Temporal Reasoning in Oracle Policy Automation #4 : Time Travel

Temporal Reasoning in Oracle Policy Automation #4 : Time Travel

In this, the fourth part of our little series about Temporal Reasoning, we are going to look at the business of entering data. Specifically how users can enter the information they need during an interview. Thinking back to the scenario we have been discussing in the previous posts (part one, two and three) we need to enter information about our bank balance.

In a non-temporal world, entering the data would be as simple as entering a value in an input box. But we cannot have that, since there is no built-in capability to enter different values on different dates. Unlike some CRM systems like my old friend Oracle Siebel, there is no user interface element designed to facilitate the entry of temporal data.

So what options do we have. We can ask our users to enter data in row format, with each row representing a specific amount on a specific date. Put simply we can create an Entity and each instance can be converted into a temporal value. Let’s see how that works. Consider the following new Project with a simple data model:

Temporal Reasoning in Oracle Policy Automation 3

As you can do doubt see, a single entity has been added and a few attributes. In addition I have changed the default text provided for the Containment Relationship to make it more natural. For our purposes we are interested in the date and the currency attributes which will form the basis of our conversion. To make this easier, we are going to use an Excel table to infer instances of the bank balance entry using the following table:

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With this data we can now use one or other of the Temporal Reasoning functions that allow us to build temporal values from entity instances. As a first example, enter the following in a Word document in the project.

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The expression targets a new attribute, the temporal bank balance, which will be populated with the output of the TemporalFromStartDate function. The function takes the relationship as the initial argument, followed by the date attribute and our currency attribute. The result in the Debugger is this (note I have superimposed the Temporal Visualization from the Debugger on the Interview output) :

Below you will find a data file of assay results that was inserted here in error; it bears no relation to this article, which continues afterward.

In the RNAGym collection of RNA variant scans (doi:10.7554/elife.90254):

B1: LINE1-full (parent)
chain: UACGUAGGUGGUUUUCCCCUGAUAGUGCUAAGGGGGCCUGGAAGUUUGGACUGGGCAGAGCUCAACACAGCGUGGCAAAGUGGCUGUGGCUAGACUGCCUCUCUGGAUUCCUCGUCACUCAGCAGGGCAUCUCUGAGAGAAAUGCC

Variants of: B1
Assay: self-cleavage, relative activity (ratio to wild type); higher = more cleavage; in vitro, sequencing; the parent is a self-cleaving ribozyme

Temporal Reasoning in Oracle Policy Automation 6

Awesome. Our instances have become temporal values for our temporal attribute. But beware what this function is giving you. The implication of From Start Date is that any date prior to the first date in your Excel will show a temporal value of uncertain. Change the function to the following:

Temporal Reasoning Oracle Policy Automation 7

In this case, you are indicating that From the End Date of your instances, the temporal attribute will be uncertain.

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If you have instances where there is both an end and a start date for each instance (which is not the case in our bank balance Excel table), you could also use this function to calculate when something was (for example) valid or invalid:

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This of course assumes you have an entity, relationship and attributes that match the example above. It produces output like this:

Temporal Reasoning Oracle Policy Automation 10

In case you were wondering, you can reverse this process (go from temporal to instances) using a different method. In the final part of this series we will look at displaying the temporal data in cool ways.

Richard Napier

Author: Richard Napier

Richard Napier joined Siebel Systems in 1999 and took up the role of managing the nascent Siebel University in Southern Europe. He subsequently was Director of Business Development and Education for InFact Group (now part of Business & Decisions) for 8 years. He now runs Intelligent Advisor IT Consulting OÜ. Owner of intelligent-advisor.com, he also is Co-Founder of the Siebel Hub.

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